CT: Would this always be a no brainer to raise in this spot?

JS: Well, I had a very interesting preflop decision at this stack depth. I think a lot of players would just take an easy option and go all-in here. But three-handed online strategy plays a bit different than three-handed live games where there is a big blind ante. So, I decided to…

Saliba checked.

CT: Why check?

JS: With only 0.3 of a big blind ante in the pot, I felt less incentivized to steal the pot right away. I like to play a bit more passively. A couple other benefits to checking here are that I avoid getting all-in with some of his traps like 10-10 or A-K suited or A-Q suited, that may limp and try to induce me to jam all-in. Checking here also allowed me to play a deeper stack-to-pot ratio (SPR) in position post-flop, which is a great spot to be in. So, although I think a ton of my off-suit A-x hands will be all-in preflop, I think I have the perfect hand to check and see a flop.

Flop: KHeart Suit 10Heart Suit 8Spade Suit

Wantman checked. Saliba bet 16,000.

JS: I decided to bet one big blind (16,000) on the flop. Checking here is totally reasonable, but I like to bet for value/protection sometimes. Having the AHeart Suit 6Spade Suit combo exactly is blocking a lot of continues, and folding him off any equity here is pretty beneficial. It also gives me some board coverage across different runouts that I typically would struggle on anyway, due to my preflop strategy losing a ton of A-x.

Wantman called.

Turn: 7Heart Suit

Wantman checked.

CT: That was a great turn for you.

JS: Definitely. At this point I had a ton of equity versus his possible holdings, but I really didn’t want to have to bet and face an all-in, especially because I perceived the 7Heart Suit turn to interact pretty well with his check/call range.

Saliba checked.

River: 8Heart Suit

Wantman bet 21,000.

JS: At this point, I was very fortunate to get there and make a premium hand in a situation where it’s very difficult for me to have a premium hand. If I ‘always’ jammed A-x preflop, and ‘always’ checked back the flop, what hands do I have that can raise here? I certainly have some combos of boats, but I think my raises here are mostly going to come from the QHeart Suit going for thin value.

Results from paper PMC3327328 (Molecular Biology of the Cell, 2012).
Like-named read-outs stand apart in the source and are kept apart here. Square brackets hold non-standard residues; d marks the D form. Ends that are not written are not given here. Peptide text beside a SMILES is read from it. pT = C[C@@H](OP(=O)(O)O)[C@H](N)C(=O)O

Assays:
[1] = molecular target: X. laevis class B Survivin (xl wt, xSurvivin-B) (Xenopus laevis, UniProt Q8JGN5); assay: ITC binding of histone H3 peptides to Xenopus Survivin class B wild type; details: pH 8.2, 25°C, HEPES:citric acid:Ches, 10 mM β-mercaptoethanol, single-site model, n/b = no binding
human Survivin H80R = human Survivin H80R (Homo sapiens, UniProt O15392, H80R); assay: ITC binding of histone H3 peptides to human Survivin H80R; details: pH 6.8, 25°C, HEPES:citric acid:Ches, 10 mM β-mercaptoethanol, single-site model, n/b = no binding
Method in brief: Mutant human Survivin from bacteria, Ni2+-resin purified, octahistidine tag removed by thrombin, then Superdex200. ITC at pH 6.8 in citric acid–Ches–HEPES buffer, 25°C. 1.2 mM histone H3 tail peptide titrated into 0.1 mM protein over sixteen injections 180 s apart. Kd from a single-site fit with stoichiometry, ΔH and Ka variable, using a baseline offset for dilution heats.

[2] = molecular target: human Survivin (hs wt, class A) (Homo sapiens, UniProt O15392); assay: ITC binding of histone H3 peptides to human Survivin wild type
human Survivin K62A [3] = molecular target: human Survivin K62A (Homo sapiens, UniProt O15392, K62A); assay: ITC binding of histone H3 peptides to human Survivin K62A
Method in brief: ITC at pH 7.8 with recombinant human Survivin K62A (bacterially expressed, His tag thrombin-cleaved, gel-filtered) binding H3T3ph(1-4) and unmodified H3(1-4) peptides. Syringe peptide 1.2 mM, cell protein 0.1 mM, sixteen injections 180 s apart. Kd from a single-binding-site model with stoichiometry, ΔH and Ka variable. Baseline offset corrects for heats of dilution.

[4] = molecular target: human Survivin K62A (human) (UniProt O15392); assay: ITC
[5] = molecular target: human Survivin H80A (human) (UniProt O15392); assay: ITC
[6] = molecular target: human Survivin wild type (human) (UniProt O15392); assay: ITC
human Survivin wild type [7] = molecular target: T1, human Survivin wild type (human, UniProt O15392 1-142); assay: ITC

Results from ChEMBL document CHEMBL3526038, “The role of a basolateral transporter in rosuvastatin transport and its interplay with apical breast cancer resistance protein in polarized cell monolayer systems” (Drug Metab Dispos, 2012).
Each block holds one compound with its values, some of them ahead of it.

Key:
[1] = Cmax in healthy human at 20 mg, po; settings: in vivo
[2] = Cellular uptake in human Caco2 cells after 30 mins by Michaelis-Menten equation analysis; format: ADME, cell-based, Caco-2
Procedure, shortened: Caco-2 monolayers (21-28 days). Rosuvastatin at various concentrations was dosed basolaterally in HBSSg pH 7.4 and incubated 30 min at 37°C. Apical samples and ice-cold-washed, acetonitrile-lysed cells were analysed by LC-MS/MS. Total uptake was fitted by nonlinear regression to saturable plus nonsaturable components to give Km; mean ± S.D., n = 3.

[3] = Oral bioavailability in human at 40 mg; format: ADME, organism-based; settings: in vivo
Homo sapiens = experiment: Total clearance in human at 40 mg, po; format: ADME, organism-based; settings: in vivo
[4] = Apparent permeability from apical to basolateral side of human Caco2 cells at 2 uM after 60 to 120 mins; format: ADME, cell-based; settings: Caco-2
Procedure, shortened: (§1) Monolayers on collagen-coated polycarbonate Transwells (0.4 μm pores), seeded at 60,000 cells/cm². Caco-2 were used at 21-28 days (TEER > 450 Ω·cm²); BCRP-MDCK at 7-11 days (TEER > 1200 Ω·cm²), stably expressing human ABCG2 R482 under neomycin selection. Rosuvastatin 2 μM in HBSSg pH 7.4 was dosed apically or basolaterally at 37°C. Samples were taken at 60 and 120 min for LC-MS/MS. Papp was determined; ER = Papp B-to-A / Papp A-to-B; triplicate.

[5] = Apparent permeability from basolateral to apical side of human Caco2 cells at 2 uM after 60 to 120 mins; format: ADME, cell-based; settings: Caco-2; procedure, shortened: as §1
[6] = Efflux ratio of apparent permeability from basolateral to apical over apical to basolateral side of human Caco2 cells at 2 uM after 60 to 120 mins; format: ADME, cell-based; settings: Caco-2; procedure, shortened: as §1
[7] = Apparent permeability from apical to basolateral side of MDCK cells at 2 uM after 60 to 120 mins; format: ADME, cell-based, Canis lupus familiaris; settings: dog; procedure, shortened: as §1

Since it’s difficult for me to have a nutted hand here, and much easier for Wantman to have a nutted hand, I wanted to only use a medium raise size. Something where I can match the general strength of the range I’m representing, and also give him some room to three-bet bluff the river.

Wantman is a great player. And if he has an inclination that your line doesn’t make logical sense, he’ll look to pull the trigger and put you in miserable spots. So, I decided to…

Saliba raised to 85,000. Wantman tanked and called with 9Club Suit 8Club Suit. Saliba won the pot of 238,800.

CT: That was very well played.

JS: Thank you. Overall, I’m certainly very happy to have run hot in that spot, but it’s a spot where I think the value of playing complex strategies in ‘simple’ spots really paid off. I went from 281,000 to 403,000 and continued to run hot and take down the tournament. 

You can learn from Justin Saliba directly at Be sure to check out his courses on six-max online cash games or high-stakes GTO tournament strategies. ♠